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Chris Cornell Talks Being More Of A Songwriter Than A Singer And How He Approaches Solo Records

Written by Nathan Wood on December 3, 2015

It’s undisputed that in modern contemporary rock, there are few voices more distinct and powerful than Chris Cornell’s gravelly howl.

The Soundgarden, Audioslave, and Temple Of The Dog frontman and solo artist in his own right, has one of the most distinct organic instruments on the planet and has had a signature role in defining the standards of modern rock singing and songwriting for going on 30 years now.

That insanely powerful and distinct instrument has never been more prominently displayed than on his latest solo album Higher Truth – a stripped down acoustic effort filled with warm production that pits the rich sounds of resonation between metal and wood against that of his own taught vocal chords on songs that shed light on his abilities as a performer unlike he ever has previously as a solo artist.

Music Feeds caught up with Cornell while he was in the country to discuss his approach to making solo records, how so much of his songwriting comes down to how the songs make him feel, how each project he works on influences the next, and why he considers himself a songwriter more than he will ever consider himself a singer. 

MF: When I was listening to the album, there were times where I felt like I was in the midst of an Americana album. There’s so much organic musicianship and it’s a really warm record. Was that something you were going for?

CC: I don’t know if I would say Americana. In terms of getting into what I would think of as acoustic song sand where those influences come from, it’s kind of all of the place. A lot of it is probably the UK and a lot of it is probably US artists and just kind of a mixture of folk and rock and just what I felt like made sense to me in terms of me writing an acoustic song or several songs especially in a row, that work first in an acoustic context.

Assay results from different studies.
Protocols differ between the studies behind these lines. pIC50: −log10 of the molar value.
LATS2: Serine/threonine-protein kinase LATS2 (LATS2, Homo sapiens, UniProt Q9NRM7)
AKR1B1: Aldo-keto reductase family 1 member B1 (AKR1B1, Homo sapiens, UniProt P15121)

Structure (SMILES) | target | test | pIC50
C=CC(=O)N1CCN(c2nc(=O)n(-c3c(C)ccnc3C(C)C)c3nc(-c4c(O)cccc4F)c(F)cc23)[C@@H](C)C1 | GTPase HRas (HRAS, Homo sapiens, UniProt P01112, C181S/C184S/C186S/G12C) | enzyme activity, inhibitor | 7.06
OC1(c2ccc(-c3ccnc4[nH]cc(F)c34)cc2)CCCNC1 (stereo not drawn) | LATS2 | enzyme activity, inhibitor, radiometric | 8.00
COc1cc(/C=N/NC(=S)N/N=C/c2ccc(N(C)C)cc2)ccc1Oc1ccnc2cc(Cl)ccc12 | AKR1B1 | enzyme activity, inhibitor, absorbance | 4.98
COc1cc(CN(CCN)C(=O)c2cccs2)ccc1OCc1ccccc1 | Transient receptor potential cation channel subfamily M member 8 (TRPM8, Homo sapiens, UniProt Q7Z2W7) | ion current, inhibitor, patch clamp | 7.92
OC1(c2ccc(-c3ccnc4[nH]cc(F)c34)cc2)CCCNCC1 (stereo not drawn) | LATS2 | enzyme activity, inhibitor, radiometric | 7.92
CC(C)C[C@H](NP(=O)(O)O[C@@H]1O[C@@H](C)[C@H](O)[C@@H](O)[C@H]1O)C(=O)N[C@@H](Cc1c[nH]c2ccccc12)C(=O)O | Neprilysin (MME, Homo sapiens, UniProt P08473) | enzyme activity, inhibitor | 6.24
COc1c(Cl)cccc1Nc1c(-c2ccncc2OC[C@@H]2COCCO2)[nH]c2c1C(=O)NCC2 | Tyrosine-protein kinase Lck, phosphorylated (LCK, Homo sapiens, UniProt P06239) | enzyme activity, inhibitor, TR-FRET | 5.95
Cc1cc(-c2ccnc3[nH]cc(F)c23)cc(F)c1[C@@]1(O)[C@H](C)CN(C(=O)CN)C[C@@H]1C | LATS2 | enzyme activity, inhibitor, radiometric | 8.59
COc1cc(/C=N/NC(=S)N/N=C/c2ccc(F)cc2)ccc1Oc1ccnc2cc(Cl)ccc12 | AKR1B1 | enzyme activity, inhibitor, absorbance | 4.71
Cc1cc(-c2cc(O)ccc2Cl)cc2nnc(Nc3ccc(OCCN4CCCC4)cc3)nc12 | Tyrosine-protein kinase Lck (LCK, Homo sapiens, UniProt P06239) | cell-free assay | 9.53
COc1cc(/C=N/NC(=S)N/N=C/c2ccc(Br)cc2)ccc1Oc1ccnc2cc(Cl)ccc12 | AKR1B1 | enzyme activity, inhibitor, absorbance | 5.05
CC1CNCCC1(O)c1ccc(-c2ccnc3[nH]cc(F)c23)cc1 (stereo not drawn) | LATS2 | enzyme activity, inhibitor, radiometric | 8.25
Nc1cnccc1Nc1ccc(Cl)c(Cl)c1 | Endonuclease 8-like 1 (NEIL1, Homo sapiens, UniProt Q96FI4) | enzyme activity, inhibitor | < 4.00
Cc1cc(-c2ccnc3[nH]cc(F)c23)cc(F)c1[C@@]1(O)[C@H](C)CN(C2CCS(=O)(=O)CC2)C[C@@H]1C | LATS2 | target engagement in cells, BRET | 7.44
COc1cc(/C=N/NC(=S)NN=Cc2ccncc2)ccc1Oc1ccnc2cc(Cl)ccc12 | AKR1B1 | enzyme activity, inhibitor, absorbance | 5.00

Was there a strategic plan when you set out to make the record to achieve that sound then? I mean it’s obviously really stripped back in a lot of ways and in others it’s very lush – but I always felt that composition drew you towards not just your voice but also your lyricism.

I think that started first with the songwriting. I don’t think that it’s really possible to create a body of work from the context of just stripped down songwriting, where you don’t focus on the vocals and the lyrics really [laughs]. The biggest difference that I hear in an album that’s mostly acoustic versus say a full blown rock band is that rock bands can sometimes lean on a production style and can lean on a guitar sound or a beat or a lot of things other than the lyrics.

And so on this album that was one of the key focuses – that there was no time that music had influence over what the lyrics were saying. It was the first time that I’ve really done that in long form. I’ve done this one song at a time here and there but I’ve never made a whole album where it had to work that way first. And then I think we went past it on several of the songs and then when we were mixing we took a lot of stuff out that we had just added while we were in the middle of having fun.

Well going through the actual lyrics on the record, I seemed to find a lot of recurring themes of love and heartbreak and the passage of time. Where were you drawing from emotionally and ideologically when you were writing the record?

I sort of let that happen kind of on its own and then I sort of have a better perspective on what it all means to me a couple of years later, usually [laughs]. It’s moods and ideas that just sort of occur to me is the best way to put it and I tend to not put that under a microscope too much and the closest that this comes to a concept record really is in that I wanted it to be stripped down and I wanted it to kind of feed this type of acoustic touring that I’ve been doing over the last several years and I wanted that to become a kind of a living thing with new music and generating new ideas, as opposed to always a look back.

So I think like anything else – like a Soundgarden album or like an Audioslave album, the lyrics are often and the lyrical ideas are often inspired by the music and by the mood of the whole thing. And that ends up in this case being love and loss and heartache and the things that everybody goes through.

Has your approach as a song writer changed much over the years or is it similar to how you first started?

I’ve always pretty much done the same thing, which is whatever works [laughs]. So, that is always a moving target I think. Whatever it sort of takes to feel like not only am I writing but it feels good and it feels like I’m writing something that means something to me. I don’t think I’ve ever had writer’s block, I think I’ve just gone through periods where I’ve written things that I don’t particularly like. I guess that’s what writer’s block is maybe, I don’t know. But for me the process is always a moving target.